Stable Tokens as a Medium of Exchange

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On June 25 Sila co-founder and CTO Alex Lipton spoke on “Stable Tokens and Distributed Financial Market Infrastructureat the 2019 Crypto Valley Conference on Blockchain Technology, in Zug, Switzerland. Later that day he also joined the Economics & Finance Panel to share his thoughts on the state of digital currencies, as well as Facebook’s introduction of Libra as a cryptocurrency.

Lipton, also a Connection Science Fellow at MIT and, until recently, visiting professor of financial engineering at Ecole Polytechnique Fédérale de Lausanne (EPFL), has published eight books and over a hundred scientific papers on such topics as hydrodynamics, magnetohydrodynamics, astrophysics, financial engineering, and the future of money. He speaks regularly at FinTech conferences and forums around the world, and his diverse and impressive background in finance provides him excellent insights to share at such events.

In his talk on “Stable Tokens and Distributed Financial Market InfrastructureLipton defined the functions of money and spoke on how existing banking and payment systems are becoming obsolete and no longer aligned with the ever changing requirements of today’s world.

 

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Economics & Finance Panel, featuring (from l to r): Sila CTO Alex Lipton; UCL Centre for Blockchain Technologies Director Tomaso Aste; State Street Head of Digital Product Development Pinar Emirdag (moderator); London School of Economics Director of the Systemic Risk Centre Jon Danilesson; Quant Network CEO Gilbert Verdian

 

These sentiments are echoed in Lipton’s chapter “Toward a Stable Tokenized Medium of Exchange”, which will soon be published by Oxford University Press in the book “Cryptoassets”, edited by C. Brummer.

In both his writing, and presentation at the conference, Lipton addresses how open access Internet protocols have unleashed a wave of creativity and growth in numerous fields, but that successful open access Transmission Control Protocols/Internet Protocols (TCP/ IP) for money and identity are lacking. He suggests “a regulatory compliant, fiat-backed tokenized medium of exchange” as the answer to this need, and that “the corresponding tokens can be viewed as an electronic analogue of cash, with all its pluses and minuses.”

On the topic of blockchain, Lipton explains why it’s needed — namely in that it facilitates the recording of transactions, and tracking of both tangible and intangible assets in a business network, which can reduce risk and costs for everyone involved.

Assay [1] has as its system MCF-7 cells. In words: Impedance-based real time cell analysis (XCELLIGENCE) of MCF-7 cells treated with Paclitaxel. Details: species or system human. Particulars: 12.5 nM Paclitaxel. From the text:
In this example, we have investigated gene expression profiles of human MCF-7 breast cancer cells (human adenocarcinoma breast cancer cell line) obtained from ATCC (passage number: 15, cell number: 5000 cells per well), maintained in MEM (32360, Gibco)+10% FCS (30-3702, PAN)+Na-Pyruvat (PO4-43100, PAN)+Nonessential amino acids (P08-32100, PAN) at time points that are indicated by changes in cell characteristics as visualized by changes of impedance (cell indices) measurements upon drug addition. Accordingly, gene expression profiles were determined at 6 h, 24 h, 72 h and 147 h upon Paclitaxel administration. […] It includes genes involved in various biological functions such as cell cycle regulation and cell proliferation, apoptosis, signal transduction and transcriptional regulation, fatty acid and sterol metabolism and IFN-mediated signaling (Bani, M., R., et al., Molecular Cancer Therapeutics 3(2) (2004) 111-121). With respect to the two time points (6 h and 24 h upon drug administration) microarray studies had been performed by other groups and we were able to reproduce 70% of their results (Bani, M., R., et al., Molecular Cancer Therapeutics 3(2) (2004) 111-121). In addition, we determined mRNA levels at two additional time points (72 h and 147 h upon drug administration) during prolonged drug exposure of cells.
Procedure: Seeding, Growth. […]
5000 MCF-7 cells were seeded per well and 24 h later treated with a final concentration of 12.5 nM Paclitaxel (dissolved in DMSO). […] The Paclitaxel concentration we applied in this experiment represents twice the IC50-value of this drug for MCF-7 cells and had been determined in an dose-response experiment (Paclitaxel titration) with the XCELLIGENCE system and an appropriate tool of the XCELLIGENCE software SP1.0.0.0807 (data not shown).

Bitcoin offers grand promises, he continues, but such problems as low transactions per second (TPS), and high transaction fees, are keeping the population from utilizing it in their everyday life. The promises of Ethereum are even loftier, and share many of the same issues as Bitcoin, Lipton says, but Ethereum is “sufficiently robust, when not deliberately forked”.

At the Crypto Valley Conference Lipton also gave his opinions on the following, and analyzed their pros and cons, concluding that only regulatorily compliant fiat-backed tokens are viable in the long run:

  • General properties of stable coins
  • Fully fiat collateralized coins
  • Partially fiat collateralized coins
  • Crypto over-collateralized coins
  • Dynamically stabilized coins
  • Asset-backed coins including Digital Trade Coin (DTC)
  • DTC
  • Central Bank Issued Digital Cash (CBDC)
  • Utility Settlement Coin

 

Lipton summarized the rest of his discussion by offering, “The idea of distributed ledgers is not new” and that “distributed ledgers potentially have numerous applications in finance”.

He also stated that digital cash is a very promising avenue, and “if physical cash disappears, it is possible to imagine a future where everyone has direct access to central bank cash, albeit indirectly.

Of all the fascinating points of topic at this year’s Crypto Valley Conference, however, Lipton relayed that Facebook’s Libra became one of the most talked about:

“Of course, a lot was said about Libra, the proverbial “elephant in china shop”. Most participants were underwhelmed by Libra and concluded that it is not a cryptocurrency, but rather a company scrip.”

 

Lipton continued with his own thoughts on Libra: “As Samuel Johnson famously put it: ‘Your manuscript is both good and original; but the part that is good is not original, and the part that is original is not good.’”

All told, Lipton says the experience at this year’s conference was very positive, and he’s pleased with the way such events can help find solutions for the future of banking.

“Crypto Valley was very exciting and educational. It was a pleasure to compare and contrast Sila’s approach to payments, on and off blockchain, with several competing approaches, and explain why Sila is so promising.”

 

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